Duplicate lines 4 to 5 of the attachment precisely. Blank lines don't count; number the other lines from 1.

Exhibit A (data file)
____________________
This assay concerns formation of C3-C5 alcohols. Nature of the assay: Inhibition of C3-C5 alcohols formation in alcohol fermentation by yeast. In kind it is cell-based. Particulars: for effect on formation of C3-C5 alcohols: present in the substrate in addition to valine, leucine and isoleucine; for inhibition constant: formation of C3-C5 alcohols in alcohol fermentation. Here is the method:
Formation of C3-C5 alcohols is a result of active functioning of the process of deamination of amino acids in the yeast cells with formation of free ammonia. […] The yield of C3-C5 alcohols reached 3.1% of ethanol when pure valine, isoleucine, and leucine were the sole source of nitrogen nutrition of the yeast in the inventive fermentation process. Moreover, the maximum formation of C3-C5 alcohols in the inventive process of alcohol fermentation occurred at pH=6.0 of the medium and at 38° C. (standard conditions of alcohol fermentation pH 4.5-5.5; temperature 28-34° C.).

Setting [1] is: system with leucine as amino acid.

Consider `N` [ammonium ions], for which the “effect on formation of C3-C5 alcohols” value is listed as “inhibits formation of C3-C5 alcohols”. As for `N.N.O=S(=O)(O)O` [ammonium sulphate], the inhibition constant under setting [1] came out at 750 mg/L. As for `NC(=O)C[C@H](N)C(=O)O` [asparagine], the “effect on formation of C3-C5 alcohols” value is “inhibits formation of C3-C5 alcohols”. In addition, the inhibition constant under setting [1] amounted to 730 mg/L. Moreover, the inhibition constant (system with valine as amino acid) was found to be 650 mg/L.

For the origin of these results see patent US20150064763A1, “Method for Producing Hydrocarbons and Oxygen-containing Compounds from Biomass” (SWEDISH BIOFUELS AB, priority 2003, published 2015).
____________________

Consider `N` [ammonium ions], for which the “effect on formation of C3-C5 alcohols” value is listed as “inhibits formation of C3-C5 alcohols”. As for `N.N.O=S(=O)(O)O` [ammonium sulphate], the inhibition constant under setting [1] came out at 750 mg/L. As for `NC(=O)C[C@H](N)C(=O)O` [asparagine], the “effect on formation of C3-C5 alcohols” value is “inhibits formation of C3-C5 alcohols”. In addition, the inhibition constant under setting [1] amounted to 730 mg/L. Moreover, the inhibition constant (system with valine as amino acid) was found to be 650 mg/L.

For the origin of these results see patent US20150064763A1, “Method for Producing Hydrocarbons and Oxygen-containing Compounds from Biomass” (SWEDISH BIOFUELS AB, priority 2003, published 2015).